Avoiding Nasty Chargebacks on your Store
Chargebacks are a common characteristic of eCommerce trade, at one point or the other, every online seller will eventually have to deal with a chargeback. With chargebacks making up a substantial percentage of lost revenue for many online sellers, avoiding chargebacks should, therefore, be a crucial part of profitably trading.
What are Chargebacks?
Chargebacks refer to the scenario where the cardholder whose card was used to pay for online goods contacts their card provider and successfully requests for a refund on the transaction. The provider then triggers a “chargeback” with the credit card network which in turn reclaims the amount via the merchant’s payment processor.
Market statistics show that this has become a growing problem for eCommerce companies, with credit card chargebacks rising at a steady rate of 20% each year. The stats further reveals that 40% of the consumers that filed for chargebacks will do so again within 60 days. And 50% of those people will file another one within 90 days. Alarming right!
Banks and credit card companies make it easy for their customers to dispute charges on their accounts which puts eCommerce companies in the tight spots of paying the price for this behavior.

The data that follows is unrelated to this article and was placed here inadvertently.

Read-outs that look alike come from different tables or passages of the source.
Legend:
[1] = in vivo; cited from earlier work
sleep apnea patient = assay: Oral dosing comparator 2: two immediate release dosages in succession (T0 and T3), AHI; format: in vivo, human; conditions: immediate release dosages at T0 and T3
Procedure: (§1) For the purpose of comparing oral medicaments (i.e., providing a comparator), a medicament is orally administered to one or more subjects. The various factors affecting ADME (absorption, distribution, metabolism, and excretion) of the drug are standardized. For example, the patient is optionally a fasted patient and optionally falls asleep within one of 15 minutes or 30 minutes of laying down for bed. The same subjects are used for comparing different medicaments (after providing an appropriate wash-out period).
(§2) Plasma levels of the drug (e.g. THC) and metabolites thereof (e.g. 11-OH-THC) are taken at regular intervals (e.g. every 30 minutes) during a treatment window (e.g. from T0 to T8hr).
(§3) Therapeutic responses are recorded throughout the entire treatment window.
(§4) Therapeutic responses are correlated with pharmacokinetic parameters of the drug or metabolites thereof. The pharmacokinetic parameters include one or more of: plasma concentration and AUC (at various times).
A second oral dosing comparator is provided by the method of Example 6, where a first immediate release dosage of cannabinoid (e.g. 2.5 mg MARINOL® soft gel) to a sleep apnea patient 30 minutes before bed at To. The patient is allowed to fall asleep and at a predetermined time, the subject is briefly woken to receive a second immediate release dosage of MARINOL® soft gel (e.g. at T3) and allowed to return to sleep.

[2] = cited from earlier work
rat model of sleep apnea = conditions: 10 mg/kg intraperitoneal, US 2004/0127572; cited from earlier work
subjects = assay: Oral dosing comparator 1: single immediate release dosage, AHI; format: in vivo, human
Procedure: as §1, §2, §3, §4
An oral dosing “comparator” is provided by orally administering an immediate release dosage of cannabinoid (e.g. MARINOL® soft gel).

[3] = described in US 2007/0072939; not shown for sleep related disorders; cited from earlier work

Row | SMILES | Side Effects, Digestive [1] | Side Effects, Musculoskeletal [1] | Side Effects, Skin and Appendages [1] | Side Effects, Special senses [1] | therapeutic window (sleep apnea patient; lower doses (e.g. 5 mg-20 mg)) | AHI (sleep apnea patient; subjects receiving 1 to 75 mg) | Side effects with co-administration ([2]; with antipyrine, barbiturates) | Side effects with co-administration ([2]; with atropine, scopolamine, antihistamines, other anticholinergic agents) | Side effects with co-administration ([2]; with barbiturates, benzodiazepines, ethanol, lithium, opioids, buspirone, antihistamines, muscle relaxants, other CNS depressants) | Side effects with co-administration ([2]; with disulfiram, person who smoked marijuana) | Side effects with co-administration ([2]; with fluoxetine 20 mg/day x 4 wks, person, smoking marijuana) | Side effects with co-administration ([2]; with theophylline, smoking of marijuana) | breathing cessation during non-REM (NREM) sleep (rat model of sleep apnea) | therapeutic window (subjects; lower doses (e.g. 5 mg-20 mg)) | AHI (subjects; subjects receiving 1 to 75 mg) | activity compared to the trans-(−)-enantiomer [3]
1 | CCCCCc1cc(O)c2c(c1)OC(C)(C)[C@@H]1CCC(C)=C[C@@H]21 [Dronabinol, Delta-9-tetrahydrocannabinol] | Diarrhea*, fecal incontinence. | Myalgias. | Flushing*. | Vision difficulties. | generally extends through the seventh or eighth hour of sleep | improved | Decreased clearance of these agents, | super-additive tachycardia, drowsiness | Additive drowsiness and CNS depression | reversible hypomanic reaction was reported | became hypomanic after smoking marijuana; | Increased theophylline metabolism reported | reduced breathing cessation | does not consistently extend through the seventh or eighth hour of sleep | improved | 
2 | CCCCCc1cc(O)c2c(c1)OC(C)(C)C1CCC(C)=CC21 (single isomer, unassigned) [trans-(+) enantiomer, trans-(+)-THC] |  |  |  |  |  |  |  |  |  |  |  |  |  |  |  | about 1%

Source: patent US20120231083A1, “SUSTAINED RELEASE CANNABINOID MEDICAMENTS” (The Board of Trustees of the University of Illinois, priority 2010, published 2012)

Where Do Your Chargebacks Come From?
There are many possible scenarios, but for this blog post, we will be focusing on the following instances:
a. A cardholder makes a purchase, then suffers from “buyer’s remorse,” regretting the purchase but not wanting to confront the merchant.
b. The consumer claims the transaction is unauthorized and files a chargeback.
c. The bank issues a chargeback with a fraud-related reason code, and the merchant accepts this reasoning.
d. The merchant takes the reason code at face value and feels the need to beef up fraud prevention tactics, making the checkout process more difficult for other users.
e. The chargeback itself was trouble enough, but now things get worse. Not only are the extra fraud detection efforts unwarranted, but the added friction also causes the merchant to lose legitimate business.
f. Worst of all, because the transaction was authorized and friendly fraud was the real culprit, the merchant is doing nothing to resolve the true issue and this simply means the problem will keep reoccurring.
For the merchant, there is lost revenue, lost merchandise, and some very pissed off customers.
What is the real cost of chargebacks?
A successful chargeback has significant costs for a merchant. The merchant loses not only the amount that it was to receive as part of the transaction, but also any goods shipped or services supplied. It also incurs chargeback fees, which can be very substantial,
1. For starters, a variety of fees accompany each chargeback, ranging from $20 to $100. These fees are for covering the costs of the chargeback process. They also have a penal effect, serving as an incentive for merchants to fight chargebacks.
2. The costs of processing the transaction, including the interchange fee, are all part of a Sunk Cost. And should the merchandise be shipped, the chargeback amount will also include the shipping and handling.